What Factors Might Contribute to Tooth Loss?

While teeth are meant to last for life, tooth loss is unfortunately a reality for many people. For some, an oral health condition has led to the loss, while for others, an accident or trauma has caused a tooth to fall out. But what factors might contribute to tooth loss?

Oral Hygiene

Oral hygiene is one of the top factors when it comes to tooth loss. For many, lack of proper oral hygiene, or even skipping those essential dental exams and cleanings can lead to oral health problems that go unchecked. For example, untreated cavities are often asymptomatic, meaning you may not know you have a large cavity until it’s too late to fix it, and then the tooth may need to be extracted to avoid an infection [1]. Taking the best care of your teeth can help you avoid tooth loss!

Gum Disease

Gum disease is the leading cause of tooth loss, especially in older adults [2]. Although you may not think gum disease can impact your teeth, the opposite is true. Your gums play an essential role in protecting your teeth and keeping them firmly anchored in their sockets. When the gum tissue becomes inflamed and infected, this can create pockets around the tooth roots, which can lead to loose teeth and, ultimately, tooth loss.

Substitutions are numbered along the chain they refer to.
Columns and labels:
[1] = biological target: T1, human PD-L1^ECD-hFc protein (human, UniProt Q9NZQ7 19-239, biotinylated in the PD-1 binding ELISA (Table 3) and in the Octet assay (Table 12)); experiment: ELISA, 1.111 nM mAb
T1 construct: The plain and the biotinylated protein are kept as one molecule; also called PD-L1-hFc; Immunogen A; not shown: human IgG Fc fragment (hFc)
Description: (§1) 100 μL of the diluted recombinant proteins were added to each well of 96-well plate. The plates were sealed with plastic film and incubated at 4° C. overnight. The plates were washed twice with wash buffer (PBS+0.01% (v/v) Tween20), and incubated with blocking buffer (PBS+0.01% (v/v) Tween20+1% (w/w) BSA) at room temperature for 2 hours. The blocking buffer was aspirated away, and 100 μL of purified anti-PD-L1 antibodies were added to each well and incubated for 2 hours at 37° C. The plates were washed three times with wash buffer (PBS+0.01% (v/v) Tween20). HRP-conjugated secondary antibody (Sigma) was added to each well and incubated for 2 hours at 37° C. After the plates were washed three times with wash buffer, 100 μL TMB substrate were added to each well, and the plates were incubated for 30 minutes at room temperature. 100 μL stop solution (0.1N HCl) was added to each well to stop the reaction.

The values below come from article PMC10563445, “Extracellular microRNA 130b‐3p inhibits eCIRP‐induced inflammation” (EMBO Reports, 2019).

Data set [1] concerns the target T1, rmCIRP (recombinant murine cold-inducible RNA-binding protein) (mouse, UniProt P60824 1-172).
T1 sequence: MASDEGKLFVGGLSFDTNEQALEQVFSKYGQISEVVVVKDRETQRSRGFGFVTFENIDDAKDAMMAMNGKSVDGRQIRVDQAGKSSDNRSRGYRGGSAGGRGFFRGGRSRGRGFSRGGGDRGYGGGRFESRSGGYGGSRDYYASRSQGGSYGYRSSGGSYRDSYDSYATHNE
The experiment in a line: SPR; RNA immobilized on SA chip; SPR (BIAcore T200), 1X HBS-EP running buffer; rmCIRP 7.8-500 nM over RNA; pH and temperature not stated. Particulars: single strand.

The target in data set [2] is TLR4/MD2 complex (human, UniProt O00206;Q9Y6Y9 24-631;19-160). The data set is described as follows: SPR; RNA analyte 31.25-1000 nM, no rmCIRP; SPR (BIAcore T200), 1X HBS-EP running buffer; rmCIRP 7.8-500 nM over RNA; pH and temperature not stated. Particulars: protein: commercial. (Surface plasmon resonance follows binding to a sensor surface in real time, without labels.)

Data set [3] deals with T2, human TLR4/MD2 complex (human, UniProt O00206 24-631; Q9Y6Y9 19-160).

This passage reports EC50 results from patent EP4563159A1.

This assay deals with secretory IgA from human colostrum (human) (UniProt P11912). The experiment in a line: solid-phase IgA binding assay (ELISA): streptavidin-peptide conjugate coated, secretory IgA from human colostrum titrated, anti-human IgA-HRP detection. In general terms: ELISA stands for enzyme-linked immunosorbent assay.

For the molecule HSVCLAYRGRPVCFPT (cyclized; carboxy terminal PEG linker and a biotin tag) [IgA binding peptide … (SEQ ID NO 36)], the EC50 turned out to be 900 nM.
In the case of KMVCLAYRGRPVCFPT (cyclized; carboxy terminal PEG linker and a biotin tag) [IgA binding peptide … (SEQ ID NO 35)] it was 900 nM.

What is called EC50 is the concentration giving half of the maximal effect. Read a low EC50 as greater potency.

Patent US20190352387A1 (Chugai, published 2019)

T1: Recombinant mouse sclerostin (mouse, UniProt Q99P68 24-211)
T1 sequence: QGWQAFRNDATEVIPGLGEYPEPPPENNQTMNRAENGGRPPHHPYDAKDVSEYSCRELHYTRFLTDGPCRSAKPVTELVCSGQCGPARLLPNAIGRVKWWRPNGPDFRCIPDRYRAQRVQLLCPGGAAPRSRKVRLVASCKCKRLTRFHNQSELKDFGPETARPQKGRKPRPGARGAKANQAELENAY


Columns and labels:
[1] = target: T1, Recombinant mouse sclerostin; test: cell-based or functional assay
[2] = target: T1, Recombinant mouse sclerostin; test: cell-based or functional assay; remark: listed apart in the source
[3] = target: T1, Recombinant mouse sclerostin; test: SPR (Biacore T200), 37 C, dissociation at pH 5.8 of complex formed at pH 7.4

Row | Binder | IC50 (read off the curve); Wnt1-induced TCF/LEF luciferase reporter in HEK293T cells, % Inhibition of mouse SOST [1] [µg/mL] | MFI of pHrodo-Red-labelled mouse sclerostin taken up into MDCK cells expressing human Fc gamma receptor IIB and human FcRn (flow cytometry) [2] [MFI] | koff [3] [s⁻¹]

Trauma

Trauma is usually an unavoidable factor that can cause you to unexpectedly lose a tooth. For people who have experienced a knocked-out tooth or a cracked tooth, sometimes, these teeth can’t be saved. The good news? Seeking treatment from your dentist as soon as possible after the trauma maximizes your chances for saving your tooth. When you go to the dentist, take all pieces of the tooth with you stored in saliva or milk.

Smoking

Smoking and tobacco use is an avoidable contributing factor to tooth loss. In research, smoking is “significantly associated with teeth loss” [3]. But how does tobacco use affect your smile, exactly? Smoking increases the amount of plaque and tartar in your mouth, which makes it more likely that you would experience gum disease. Smoking can also increase your risk for infections, as it interferes with your immune system and can make it more difficult for you to heal following an oral procedure.

What Should You Do If You’ve Lost a Tooth?

You might think losing a single tooth isn’t a big deal, especially if the loss is in the back of your mouth and can’t easily be seen. However, the surrounding teeth will naturally attempt to fill the gap, which can lead to teeth shifting that can change your whole smile. Losing a tooth also means losing jawbone over time, which can lead to a more aged facial appearance.

Fortunately, there are many options for restoring your lost tooth. From dental implants to dental bridges and partial dentures, you can prevent disruption to your smile. Many of these factors that contribute to tooth loss are preventable, so work with your experienced dentist to keep your smile strong and healthy for life!

Sources:
1. https://www.cdc.gov/oralhealth/basics/adult-oral-health/index.html
2. https://www.nidcr.nih.gov/research/data-statistics/periodontal-disease
3. https://pubmed.ncbi.nlm.nih.gov/25496581/

Summary
What Factors Might Contribute to Tooth Loss?
Article Name
What Factors Might Contribute to Tooth Loss?
Description
For some, an oral health condition has led to the loss, while for others, an accident or trauma has caused a tooth to fall out. But what factors might contribute to tooth loss?
Author
Aldie Family and Cosmetic Dentistry